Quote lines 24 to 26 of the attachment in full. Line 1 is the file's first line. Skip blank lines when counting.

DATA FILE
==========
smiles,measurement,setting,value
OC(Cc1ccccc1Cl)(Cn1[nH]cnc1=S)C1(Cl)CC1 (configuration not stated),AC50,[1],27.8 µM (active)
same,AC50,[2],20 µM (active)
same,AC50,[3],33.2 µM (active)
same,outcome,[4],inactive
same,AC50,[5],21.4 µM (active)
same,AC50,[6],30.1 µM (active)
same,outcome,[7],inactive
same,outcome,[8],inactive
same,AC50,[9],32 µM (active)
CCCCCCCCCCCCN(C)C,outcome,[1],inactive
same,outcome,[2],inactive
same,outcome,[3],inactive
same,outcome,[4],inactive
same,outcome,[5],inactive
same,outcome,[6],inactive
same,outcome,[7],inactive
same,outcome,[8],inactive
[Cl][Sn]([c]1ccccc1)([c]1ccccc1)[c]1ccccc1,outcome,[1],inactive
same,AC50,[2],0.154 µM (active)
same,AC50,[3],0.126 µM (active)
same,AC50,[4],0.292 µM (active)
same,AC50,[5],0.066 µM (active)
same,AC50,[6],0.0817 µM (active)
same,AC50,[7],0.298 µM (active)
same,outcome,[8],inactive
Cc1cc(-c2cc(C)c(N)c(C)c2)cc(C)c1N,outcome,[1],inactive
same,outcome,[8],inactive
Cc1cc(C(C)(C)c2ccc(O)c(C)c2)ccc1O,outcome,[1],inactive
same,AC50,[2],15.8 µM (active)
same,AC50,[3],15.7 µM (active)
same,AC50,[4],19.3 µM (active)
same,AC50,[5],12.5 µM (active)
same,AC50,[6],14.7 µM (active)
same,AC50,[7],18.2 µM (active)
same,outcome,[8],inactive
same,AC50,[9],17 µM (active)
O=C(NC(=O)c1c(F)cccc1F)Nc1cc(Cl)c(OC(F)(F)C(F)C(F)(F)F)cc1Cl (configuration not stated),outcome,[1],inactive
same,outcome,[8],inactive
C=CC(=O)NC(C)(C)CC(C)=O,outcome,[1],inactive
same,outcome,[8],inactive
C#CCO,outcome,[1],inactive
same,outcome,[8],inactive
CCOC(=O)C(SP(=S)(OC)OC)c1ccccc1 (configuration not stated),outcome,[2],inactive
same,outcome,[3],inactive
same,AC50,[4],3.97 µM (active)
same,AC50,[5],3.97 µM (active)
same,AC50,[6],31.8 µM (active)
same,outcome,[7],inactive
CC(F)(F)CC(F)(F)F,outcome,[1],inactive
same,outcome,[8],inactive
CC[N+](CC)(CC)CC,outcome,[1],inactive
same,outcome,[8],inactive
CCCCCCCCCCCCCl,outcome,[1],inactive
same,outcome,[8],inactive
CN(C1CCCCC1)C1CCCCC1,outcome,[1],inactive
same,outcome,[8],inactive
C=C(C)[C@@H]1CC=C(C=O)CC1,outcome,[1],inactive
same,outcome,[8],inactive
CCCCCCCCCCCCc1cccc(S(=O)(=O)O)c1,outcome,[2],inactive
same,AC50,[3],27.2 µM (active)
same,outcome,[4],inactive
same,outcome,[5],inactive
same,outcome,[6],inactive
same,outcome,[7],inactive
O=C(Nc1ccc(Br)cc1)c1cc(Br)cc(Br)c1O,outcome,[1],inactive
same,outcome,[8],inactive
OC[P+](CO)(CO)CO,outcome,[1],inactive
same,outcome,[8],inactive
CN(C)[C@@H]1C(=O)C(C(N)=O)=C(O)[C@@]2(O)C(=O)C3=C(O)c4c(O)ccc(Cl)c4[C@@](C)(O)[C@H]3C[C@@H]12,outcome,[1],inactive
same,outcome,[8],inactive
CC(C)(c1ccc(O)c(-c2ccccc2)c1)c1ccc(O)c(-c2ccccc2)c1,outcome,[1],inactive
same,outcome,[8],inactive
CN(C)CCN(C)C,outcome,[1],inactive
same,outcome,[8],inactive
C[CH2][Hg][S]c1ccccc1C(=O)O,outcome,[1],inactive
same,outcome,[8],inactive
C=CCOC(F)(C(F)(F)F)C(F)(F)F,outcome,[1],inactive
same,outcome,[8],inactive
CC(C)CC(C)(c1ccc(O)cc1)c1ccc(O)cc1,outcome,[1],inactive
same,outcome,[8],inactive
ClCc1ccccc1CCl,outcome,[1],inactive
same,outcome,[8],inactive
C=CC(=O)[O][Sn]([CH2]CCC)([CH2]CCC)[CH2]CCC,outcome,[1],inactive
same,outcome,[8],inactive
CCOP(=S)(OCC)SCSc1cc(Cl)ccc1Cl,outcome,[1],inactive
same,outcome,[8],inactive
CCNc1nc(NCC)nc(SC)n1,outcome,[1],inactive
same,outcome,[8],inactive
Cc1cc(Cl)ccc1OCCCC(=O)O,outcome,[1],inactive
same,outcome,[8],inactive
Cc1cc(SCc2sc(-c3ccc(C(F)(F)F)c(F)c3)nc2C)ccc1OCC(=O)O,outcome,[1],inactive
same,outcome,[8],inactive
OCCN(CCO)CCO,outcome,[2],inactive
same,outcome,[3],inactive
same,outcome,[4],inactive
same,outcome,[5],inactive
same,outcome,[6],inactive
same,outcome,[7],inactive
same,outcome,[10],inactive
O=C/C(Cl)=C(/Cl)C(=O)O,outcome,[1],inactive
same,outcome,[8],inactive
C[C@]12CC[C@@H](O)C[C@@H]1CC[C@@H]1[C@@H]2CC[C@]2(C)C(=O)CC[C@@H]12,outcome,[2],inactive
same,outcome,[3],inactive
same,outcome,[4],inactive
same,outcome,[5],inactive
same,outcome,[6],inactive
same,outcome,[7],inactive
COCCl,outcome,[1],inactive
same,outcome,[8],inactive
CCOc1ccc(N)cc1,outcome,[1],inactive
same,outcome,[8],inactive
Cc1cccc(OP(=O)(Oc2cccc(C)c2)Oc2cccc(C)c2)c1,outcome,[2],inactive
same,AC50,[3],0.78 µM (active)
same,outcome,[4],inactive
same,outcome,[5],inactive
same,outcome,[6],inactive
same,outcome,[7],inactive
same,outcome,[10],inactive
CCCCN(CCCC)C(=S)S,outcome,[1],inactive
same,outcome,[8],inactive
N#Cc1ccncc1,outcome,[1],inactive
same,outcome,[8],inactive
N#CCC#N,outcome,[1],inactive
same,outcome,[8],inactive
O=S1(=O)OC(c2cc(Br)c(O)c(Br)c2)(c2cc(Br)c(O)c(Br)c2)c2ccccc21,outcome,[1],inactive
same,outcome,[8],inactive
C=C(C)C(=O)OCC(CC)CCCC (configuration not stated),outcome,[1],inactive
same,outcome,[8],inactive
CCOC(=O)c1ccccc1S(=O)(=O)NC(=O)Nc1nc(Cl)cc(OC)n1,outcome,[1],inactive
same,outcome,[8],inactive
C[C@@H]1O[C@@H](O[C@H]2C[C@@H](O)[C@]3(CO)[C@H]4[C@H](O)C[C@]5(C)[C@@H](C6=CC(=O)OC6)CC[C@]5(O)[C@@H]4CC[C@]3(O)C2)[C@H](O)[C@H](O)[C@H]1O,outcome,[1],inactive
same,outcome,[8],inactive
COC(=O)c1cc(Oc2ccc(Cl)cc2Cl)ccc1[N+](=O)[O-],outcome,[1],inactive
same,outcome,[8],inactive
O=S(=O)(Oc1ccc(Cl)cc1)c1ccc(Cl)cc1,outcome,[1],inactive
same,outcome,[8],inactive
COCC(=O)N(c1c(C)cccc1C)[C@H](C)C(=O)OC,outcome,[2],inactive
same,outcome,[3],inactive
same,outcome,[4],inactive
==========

same,AC50,[6],0.0817 µM (active)
same,AC50,[7],0.298 µM (active)
same,outcome,[8],inactive